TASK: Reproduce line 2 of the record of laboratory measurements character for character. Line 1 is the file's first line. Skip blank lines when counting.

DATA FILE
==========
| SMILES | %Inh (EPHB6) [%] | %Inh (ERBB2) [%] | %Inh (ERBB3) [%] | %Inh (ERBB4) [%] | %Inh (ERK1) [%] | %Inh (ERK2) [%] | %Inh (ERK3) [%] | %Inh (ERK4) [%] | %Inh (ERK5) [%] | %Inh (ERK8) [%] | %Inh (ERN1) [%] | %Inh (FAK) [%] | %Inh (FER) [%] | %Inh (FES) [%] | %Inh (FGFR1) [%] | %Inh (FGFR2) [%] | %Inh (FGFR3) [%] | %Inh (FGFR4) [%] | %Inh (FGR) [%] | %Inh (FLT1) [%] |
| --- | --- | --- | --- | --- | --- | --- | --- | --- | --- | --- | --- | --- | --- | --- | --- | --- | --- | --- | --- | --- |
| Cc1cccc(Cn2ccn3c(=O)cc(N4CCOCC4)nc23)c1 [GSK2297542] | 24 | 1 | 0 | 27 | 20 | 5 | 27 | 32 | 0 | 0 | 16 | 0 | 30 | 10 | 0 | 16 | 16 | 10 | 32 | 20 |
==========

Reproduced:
| --- | --- | --- | --- | --- | --- | --- | --- | --- | --- | --- | --- | --- | --- | --- | --- | --- | --- | --- | --- | --- |